From the Simple line of dog food products, this formula lives up to its name, having noticeably fewer ingredients than many other Wellness offerings. This particular blend has just one source of protein, namely turkey. This may help for anyone trying to isolate an allergy, or simply eliminate red meat from the dog’s diet.
The lack of gluten and grains of any kind should be of benefit to dogs with sensitive stomachs. Non-meat ingredients are also kept to a minimum; there are no berries or fruits, save for tomato pomace. There seem to more than enough supplements to make up for their absence, however.
Owners may appreciate the variety of bag sizes, it being available in 4.5, 10.5, and 26 pound bags. It is marginally higher in calories than the CORE blend described above, but not enough to make weight gain a concern.
- Fewer ingredients for sensitive tummies and allergies
- All – natural
- Canned version available
- Not suitable for puppies
- Potato is not a high-quality ingredient
Wellness TruFood Baked Blends Natural Grain Free Dry Raw Dog Food
The TruFood Blends are available in a variety of flavor profiles, and each one combines a dizzying array of readily identifiable ingredients. Dog owners who prefer a more natural approach to nutrition will appreciate seeing lentils, flaxseed, pumpkin, ginger and more listed on the side of the bag.
Being able to choose from chicken, lamb and salmon-based formulas allow the chance to vary the diet, or find a favorite and stick with it. The line also includes wet foods and treats made in the same all-natural manner.
Bag size is limited to either 3 pounds or 18 pounds, but this may be good enough for many people. The kibble is baked, and Wellness touts that TruFood blends have 70% more raw protein than typical kibble.
- Wide variety of all-natural ingredients
- Includes coconut oil, a personal favorite supplement
- No by-products, filler or grain
- Rich in probiotics
- Only two bag sizes
- Some owners may be put off by large amounts of fruits, vegetables and herbs
- May not be good for dogs with allergies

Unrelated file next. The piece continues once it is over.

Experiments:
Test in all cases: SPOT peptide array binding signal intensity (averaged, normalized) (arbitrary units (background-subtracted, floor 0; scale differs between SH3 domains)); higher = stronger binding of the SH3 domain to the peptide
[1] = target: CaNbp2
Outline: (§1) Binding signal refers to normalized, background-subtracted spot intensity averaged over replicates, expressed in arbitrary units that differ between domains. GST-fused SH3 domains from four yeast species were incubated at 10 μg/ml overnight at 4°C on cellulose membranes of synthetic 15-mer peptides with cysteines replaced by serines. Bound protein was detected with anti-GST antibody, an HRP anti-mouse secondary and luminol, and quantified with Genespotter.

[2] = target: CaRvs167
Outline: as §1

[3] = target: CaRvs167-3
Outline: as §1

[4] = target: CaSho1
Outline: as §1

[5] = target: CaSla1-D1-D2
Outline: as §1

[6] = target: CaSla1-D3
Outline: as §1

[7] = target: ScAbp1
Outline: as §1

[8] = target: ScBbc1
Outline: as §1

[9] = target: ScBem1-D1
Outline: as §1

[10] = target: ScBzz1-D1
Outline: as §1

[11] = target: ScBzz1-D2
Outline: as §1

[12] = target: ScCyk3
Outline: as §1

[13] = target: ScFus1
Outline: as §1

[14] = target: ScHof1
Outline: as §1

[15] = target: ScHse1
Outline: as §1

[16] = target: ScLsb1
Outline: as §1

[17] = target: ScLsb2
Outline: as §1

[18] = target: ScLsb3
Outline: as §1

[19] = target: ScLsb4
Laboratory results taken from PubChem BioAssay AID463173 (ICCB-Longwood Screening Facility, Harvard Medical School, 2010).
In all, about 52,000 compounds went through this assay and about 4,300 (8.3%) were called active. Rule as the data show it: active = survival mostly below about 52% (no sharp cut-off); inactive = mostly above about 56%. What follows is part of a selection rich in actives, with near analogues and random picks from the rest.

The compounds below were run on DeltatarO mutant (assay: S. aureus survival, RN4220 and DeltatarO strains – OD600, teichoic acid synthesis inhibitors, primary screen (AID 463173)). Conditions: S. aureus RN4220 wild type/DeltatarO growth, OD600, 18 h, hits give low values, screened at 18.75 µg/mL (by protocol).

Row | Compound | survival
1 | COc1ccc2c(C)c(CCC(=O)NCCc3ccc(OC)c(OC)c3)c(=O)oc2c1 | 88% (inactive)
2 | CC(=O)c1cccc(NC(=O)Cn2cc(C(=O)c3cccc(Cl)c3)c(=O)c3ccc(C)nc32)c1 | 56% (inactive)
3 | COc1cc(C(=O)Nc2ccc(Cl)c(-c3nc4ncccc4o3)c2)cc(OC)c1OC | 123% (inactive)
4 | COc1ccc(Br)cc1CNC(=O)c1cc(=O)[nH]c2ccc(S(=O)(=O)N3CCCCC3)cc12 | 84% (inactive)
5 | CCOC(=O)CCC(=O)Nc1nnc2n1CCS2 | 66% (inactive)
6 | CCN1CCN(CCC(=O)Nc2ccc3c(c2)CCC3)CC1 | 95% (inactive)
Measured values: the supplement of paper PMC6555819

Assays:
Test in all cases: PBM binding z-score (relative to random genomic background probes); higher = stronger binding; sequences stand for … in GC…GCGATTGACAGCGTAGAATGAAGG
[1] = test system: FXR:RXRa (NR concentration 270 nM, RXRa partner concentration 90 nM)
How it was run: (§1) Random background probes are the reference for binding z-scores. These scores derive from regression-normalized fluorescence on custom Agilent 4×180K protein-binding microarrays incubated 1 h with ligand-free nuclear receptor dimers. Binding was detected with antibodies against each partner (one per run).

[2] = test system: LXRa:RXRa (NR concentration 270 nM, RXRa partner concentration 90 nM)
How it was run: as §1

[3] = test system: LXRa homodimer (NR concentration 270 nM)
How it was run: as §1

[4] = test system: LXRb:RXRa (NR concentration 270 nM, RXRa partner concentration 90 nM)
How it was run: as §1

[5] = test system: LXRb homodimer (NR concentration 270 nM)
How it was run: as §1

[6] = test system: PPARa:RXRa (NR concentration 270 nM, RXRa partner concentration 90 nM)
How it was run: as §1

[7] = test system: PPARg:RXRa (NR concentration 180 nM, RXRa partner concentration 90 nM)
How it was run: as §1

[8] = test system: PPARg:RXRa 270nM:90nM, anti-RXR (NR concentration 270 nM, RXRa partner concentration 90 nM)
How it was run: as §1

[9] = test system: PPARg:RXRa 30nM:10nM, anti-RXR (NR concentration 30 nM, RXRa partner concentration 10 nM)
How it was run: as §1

What Others are Saying
Looking specifically at the CORE line of dry kibble, this site has rated Wellness very highly. They endorse the list of major ingredients and consider this an above average dry dog food. They recommend the product without hesitation.
RATING: 5 Stars (out of 5)
Dog Food Guru
This site has reviewed several Wellness product lines. Their overall feeling is that these are high-quality products, though they are concerned about the use of peas, flaxseed, and rye flour in certain formulas. They recommend both the CORE and Simple varieties.
RATING: 5 Stars (out of 5)
Amazon is a great resource for genuine feedback from previous buyers and current users of pretty much any physical product, and that includes dog food. Click here to read reviews and comments on Wellness dog food at amazon.com
Our Wellness Dog Food Rating
Wellness by Wellpet gives every indication of being a truly premium-grade dog food. The ingredients seem to be high quality (evidently they were once sued for using the term “human-grade” – and won!) ingredients that provide excellent nutrition. While certain dogs with highly specialized needs may not get what they require from Wellness, it seems safe to say that there is a blend to satisfy nearly every taste, body type, age and sensitivity.
Looking at the company, Wellpet seems to do all the right things. They reacted with an extreme level of caution regarding both recalls with which they were involved, and respond to consumer questions and complaints on their website in a direct and concerned manner.
As for us, we would not hesitate to recommend these products to virtually any dog owner. When buying, be sure to check for the formula that most suits your dog. In fact, you can even try the Product Selector tool they offer on their website for suggestions based on certain parameters you provide. Overall, this is a quality dog food worth trying.
OUR RATING: 5 Paws (out of 5)
Dog food image credits: © Amazon.com